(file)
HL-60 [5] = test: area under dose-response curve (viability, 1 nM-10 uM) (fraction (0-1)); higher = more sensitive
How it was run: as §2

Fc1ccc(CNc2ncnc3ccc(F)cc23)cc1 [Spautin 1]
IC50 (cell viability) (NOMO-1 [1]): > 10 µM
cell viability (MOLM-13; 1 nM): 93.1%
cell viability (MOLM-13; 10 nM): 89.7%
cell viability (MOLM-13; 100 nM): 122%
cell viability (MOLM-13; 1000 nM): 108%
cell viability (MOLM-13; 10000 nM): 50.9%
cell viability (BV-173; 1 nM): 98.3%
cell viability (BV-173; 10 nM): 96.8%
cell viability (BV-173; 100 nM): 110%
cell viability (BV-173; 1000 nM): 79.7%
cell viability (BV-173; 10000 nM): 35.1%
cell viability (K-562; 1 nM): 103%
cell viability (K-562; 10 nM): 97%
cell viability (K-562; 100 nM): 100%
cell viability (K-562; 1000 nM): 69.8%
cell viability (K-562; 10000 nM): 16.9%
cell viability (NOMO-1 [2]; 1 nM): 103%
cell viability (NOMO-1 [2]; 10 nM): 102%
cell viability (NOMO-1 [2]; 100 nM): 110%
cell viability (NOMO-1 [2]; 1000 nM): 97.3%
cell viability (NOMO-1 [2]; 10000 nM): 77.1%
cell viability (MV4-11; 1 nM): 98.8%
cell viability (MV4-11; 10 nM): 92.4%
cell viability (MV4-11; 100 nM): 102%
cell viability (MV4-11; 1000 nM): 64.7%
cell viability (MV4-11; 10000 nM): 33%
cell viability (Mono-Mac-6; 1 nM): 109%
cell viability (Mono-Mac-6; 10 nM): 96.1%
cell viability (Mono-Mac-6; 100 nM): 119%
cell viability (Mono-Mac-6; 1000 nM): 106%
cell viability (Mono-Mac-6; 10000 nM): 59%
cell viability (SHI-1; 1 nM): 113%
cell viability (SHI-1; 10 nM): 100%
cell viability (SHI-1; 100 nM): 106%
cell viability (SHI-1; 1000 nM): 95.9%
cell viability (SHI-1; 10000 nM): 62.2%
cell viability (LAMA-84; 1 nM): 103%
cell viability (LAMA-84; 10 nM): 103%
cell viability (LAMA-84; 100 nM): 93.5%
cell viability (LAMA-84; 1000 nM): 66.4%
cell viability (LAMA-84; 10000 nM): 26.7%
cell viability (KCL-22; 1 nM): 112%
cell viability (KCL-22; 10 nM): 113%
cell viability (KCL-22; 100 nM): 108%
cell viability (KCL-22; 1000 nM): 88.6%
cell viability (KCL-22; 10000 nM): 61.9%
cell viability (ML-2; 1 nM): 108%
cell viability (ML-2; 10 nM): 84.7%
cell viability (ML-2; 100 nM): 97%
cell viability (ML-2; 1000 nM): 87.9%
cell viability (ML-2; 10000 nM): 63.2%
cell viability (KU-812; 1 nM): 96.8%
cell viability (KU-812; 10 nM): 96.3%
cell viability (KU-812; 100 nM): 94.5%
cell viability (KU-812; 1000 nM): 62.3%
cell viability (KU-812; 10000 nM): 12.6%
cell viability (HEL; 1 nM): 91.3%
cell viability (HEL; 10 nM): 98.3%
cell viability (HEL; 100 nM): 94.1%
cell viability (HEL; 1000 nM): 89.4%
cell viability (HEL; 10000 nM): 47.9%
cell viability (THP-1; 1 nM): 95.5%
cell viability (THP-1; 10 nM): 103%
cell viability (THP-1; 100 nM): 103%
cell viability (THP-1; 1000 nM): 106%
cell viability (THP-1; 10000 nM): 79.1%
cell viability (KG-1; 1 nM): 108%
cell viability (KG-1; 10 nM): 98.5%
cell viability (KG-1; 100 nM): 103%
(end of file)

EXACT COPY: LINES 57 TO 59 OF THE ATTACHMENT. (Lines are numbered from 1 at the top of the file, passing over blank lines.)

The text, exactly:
cell viability (KU-812; 100 nM): 94.5%
cell viability (KU-812; 1000 nM): 62.3%
cell viability (KU-812; 10000 nM): 12.6%